Monthly Archives: January 2009

Every good boy deserves favour

On the way home from Giraffe, facing the Savoy. What a view.

On the way home from Giraffe, facing the Savoy. What a view.

To the National Theatre to see Every Good Boy Deserves Favour by Tom Stoppard & André Previn on the recommendation of Chris who happily went to see it again with me. Brilliant. You have to call it a play because it’s in a theatre, but it’s a concert, a dance, a play, and a collaboration that doesn’t have a name yet.

There were so many coups de théâtre it made me think the piece is a justifcation for theatre itself, and to give any of them away would be to spoil the experience, so go and see it. It’s only on til Feb 25th, and not often performed.

Well, all right, I’ll give one away. At the beginning, the on-stage orchestra all start playing very quietly, and an eery, almost supernatural sound emerges. Then you realise they’re not playing, the violins are just moving bows in the air. But you could swear you can hear music. And as the play is about a schizophrenic in a prison cell who’s convinced he has an orchestra, this has already unsettled your own sanity before anyone’s spoken a word.

Multi-tasking? No thanks.

What your brain looks like multi-tasking, I bet.

What your brain looks like multi-tasking, I bet.


“I’m just multi-tasking” is a phrase that annoys me like no other.  I don’t think I’ve ever heard a man use the word about himself, but then ‘multi-tasking’, according to women’s magazines is what women can do better than men, so it’s usually used as a weapon of barely masked sexism. It offends me.  For one thing, if you want to believe that you (as a woman) are better at multi-tasking than men, then you have to subscribe to the kind of gender-stereotyping that would be considered out of order, if it were used the other way round. I can multitask, thank you very much. I can cook. I’m good at all kinds of things which are conventionally considered ‘feminine’ in our society (but not others) including music, and I can do many of them all at once.

Although I hate the term, I have been multi-tasking recently. I’ve just spent the best part of two days fighting HTML, plug-ins, hyperlinks, CSS while keeping mind and body on a host of other things too. I was bemused to wake up feeling slightly resentful and empty afterwards, until I realised that however engrossing  this diversion from my usual diet of philosophy, psychology, aesthetics & music education for my MA might be,  it is all rather mindless, compared with the job of thinking. I could quite easily watch Brick Lane while I was doing precarious things with .htaccess files and php on a server, send emails, Google stuff and edit web-pages.  But I couldn’t watch telly and read a book, or consider a problem in aesthetics, or have a focused conversation with someone.  My resentment and emptiness was a direct result of not having time and space to think properly about stuff in the way I’d like. The only reason I could multi-task is because the tasks themselves were low-level and impersonal, hence the disatisfaction.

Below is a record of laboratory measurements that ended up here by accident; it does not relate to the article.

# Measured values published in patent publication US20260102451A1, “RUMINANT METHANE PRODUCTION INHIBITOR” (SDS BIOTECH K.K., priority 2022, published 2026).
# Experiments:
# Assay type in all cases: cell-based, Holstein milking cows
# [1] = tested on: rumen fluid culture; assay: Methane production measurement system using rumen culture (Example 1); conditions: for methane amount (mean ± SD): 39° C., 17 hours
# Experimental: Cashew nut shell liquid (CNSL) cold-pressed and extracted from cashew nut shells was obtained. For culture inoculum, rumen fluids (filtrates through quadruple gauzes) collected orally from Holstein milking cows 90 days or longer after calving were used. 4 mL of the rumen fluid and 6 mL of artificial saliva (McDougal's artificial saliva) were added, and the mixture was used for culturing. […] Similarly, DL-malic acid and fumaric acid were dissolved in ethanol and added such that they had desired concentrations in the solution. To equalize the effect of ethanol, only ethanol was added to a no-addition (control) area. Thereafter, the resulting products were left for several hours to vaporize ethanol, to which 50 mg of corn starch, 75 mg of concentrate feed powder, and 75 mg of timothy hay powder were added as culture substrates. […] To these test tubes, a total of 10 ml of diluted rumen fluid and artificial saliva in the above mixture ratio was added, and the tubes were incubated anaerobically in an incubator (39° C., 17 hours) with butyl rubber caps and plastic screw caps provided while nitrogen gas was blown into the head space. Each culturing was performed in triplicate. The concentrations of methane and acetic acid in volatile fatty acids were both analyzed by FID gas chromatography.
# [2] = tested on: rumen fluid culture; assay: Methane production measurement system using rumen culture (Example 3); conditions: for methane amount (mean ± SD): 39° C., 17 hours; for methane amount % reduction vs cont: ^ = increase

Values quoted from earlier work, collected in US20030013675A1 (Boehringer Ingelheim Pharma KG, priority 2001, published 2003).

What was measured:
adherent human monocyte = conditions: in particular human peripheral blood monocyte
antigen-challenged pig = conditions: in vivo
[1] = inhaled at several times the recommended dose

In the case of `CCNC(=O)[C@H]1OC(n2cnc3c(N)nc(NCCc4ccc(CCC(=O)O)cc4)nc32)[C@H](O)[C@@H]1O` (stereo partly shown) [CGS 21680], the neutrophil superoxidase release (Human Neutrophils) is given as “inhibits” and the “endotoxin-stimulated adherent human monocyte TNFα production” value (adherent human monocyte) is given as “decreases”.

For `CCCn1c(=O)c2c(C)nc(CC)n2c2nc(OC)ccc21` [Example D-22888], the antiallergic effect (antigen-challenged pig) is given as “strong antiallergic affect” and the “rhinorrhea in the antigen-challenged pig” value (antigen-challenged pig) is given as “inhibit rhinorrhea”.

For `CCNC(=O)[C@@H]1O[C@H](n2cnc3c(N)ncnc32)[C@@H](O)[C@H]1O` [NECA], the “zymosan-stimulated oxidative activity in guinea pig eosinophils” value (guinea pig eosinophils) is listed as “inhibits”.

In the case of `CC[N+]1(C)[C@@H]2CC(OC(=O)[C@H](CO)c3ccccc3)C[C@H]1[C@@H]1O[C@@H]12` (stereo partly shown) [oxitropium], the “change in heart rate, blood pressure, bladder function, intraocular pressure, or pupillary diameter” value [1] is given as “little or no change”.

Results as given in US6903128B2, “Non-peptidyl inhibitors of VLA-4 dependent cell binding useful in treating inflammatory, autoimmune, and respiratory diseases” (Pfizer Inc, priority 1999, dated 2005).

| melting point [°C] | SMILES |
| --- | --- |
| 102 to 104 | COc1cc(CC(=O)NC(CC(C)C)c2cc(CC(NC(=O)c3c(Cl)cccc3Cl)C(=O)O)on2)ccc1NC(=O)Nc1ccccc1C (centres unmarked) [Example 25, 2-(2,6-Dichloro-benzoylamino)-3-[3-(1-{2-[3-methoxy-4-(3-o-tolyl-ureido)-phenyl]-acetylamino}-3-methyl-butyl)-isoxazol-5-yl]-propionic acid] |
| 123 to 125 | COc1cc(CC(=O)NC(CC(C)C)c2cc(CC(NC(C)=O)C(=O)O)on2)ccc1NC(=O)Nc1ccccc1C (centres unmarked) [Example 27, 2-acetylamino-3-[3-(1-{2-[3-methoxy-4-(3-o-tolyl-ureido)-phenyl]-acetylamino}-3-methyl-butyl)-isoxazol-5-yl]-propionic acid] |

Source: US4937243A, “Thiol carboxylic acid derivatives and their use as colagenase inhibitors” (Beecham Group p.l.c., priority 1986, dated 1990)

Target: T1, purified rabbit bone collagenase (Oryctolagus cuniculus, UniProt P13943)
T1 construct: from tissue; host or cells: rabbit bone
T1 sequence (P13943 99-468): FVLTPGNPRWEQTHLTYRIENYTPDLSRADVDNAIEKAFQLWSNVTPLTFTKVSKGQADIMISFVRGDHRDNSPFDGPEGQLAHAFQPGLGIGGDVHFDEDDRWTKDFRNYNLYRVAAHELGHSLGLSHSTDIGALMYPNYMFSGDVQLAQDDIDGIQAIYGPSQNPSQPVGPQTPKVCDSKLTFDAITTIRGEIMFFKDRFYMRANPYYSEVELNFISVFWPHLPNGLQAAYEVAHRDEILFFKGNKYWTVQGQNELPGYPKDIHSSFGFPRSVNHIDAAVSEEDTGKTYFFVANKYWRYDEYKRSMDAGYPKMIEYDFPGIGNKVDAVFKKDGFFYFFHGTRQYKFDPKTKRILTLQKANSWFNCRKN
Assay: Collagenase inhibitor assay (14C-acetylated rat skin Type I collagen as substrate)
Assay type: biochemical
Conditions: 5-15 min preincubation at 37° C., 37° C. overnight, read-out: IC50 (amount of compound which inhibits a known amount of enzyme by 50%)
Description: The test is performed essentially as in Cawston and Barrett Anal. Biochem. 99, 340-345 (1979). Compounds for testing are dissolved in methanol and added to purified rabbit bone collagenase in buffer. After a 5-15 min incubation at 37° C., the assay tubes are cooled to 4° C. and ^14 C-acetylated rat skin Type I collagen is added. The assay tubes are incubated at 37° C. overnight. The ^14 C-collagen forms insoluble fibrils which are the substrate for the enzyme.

Don’t mind me. At all.

“I’m just multi-tasking” is 21st-century womanspeak for “I’m not listening to you”, or “Carry on talking while I do something that I consider more important”, the unspoken insult, traditionally, of men to women. Added to that, it means ‘And I’m better than you, because women can do this stuff, and you can’t.” So look at in another way, and “I’m just multi-tasking” means “I’m just an unreconstructed selfish man in a dress.  I have decided to adopt traditional male attitudes of discounting, ignoring and supercilious behaviour, and justify them with pop-psychology which I read in those women’s magazines that rationalize my current beliefs”. If you were in a room with your (male) boss and they started shuffling papers, tidying up and answering emails, you’d think “OK, this is a signal for me to go”.  “I’m just multi-tasking” means “Please stay so I can do you the dishonor of not really listening”. And, get this, half the time when people I know say they’re multitasking, I have to keep repeating myself, or give up trying to explain anything complex, or which requires sensitive attention to detail.